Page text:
NOSTALGIA WITH BOB HIND: Burned to death while working on a warship's boilers
On Friday, December 15, I publishedÂ two photographs of a funeral taking placeÂ at Kingston Cemetery. I asked if anyone could let me know what had happened to CPO Lea to allow him to be given such a splendid send off.
Sally Willis and Nick Murphy answered my call.
CPOÂ Lea's death was registered at Alverstoke. He died in Haslar Hospital of shock having been admitted the previous day with extensive burns.
Herbert, who was born in Warwickshire in 1873, had been working on the boilers of the battleship HMS Hindustan.Â
Overalls worn for such work quickly absorbed the lubricating oil used on the boilers. For some reason Herbert dropped his oil lamp or had it knocked from his hand and theÂ flame set fire toÂ his oil-sodden overalls.
Herbert, in the close confines of the engine room, was engulfed in flames. He died a week later.
Nick says: 'There were no witnesses to the actual event which was surmised, but a witness saw him shortly afterwards as he emerged in flames. The verdict was accidental death.
'˜I would imagine the people at the funeral were the entire companyÂ of HMS Hindustan (other than the watch) as well as other friends and family.
'The captain no doubt gave permission for a naval service as the poor man died on duty.
'I think it was not unusual to produce postcards as mementoes in those days, in this case for crewmates andÂ family, but this is guesswork.'
I'd like to wishÂ everyone a happy new year.
I am entering my tenth year of writing these columns and enjoy it more each year.
The diversity of subjects to write about in this marvellous city and region of ours sometimes overwhelmsÂ me.
So many of you remember events of interest that othersÂ would not have the slightest clueÂ about.
And no matter what questions I ask in seeking your help, there is always someone who can enlighten me.Â
Of course, being a naval city, the navy of the past receives more attention than the other two services, but perhaps I can create some balance next year.
Having said that, there are so manyÂ ex-matelots in the city andÂ I do receive much mail from them.
My last book, Portsmouth in Transition, has been well received I am glad to say and many of the smaller bookshops and newsagents regularly sell out and have had to re-order several times over. So thank you all for that.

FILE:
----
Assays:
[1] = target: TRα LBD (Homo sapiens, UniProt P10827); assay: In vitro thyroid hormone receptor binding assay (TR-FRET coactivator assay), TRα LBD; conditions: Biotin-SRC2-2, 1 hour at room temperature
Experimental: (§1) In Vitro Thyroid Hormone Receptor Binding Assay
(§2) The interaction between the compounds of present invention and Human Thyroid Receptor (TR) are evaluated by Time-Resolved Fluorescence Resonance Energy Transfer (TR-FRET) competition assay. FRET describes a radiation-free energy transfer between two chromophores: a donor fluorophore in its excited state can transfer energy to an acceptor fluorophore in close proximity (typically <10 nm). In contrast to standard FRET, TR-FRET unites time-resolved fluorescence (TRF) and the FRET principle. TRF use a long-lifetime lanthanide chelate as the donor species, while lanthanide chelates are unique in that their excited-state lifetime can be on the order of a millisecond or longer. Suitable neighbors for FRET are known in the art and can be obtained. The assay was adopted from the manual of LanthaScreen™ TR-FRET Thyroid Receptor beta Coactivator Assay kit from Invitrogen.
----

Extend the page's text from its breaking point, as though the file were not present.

In the coming monthsÂ I will be putting together together two new then-and-now photographic books.
One is on the Portsdown & Horndean Light Railway which ran from Cosham to Horndean.
I know from previously published photographs that this subject creates a large amount of interest.
I have started to retake the photographs but as there are more than 50Â locations I have to hunt for many in vastly altered scenes andÂ it is not a five-minute job.
I must make a public thank you to two people whoÂ assist me with these pages on a Saturday and when I stand in for Chris Owen during the week.
Barry Cox and Robert James are the two who allow me to peruse their extensive postcard and photograph collections.
They allow me free range of their material for you to enjoy. Thank you both.
I must also mention and thank Eddie Wallace the former police/fireman and Portsmouth City Police sergeant.
His vast knowledge of the city is beyond anything I know of first hand and he must, at times, get fed up with some of my questioning on all subjects under the sun. He is far too polite to tell me where to get off of course, so thank you Eddie.
There we are. I look forward to talking to and hearing from you all again next year.
Gordon Banks, former footballer, 80; Michael Nesmith, singer/songwriter (The Monkees), 75; Jeff Lynne, rock musician (ELO), 70; Nick
Skelton, showjumper, 60; Tracey Ullman, actress/comedian, 58; Jay Kay, singer (Jamiroquai), 48; Tiger Woods, golfer, 42; Eliza Dushku, actress, 37; Ellie Goulding, singer, 31.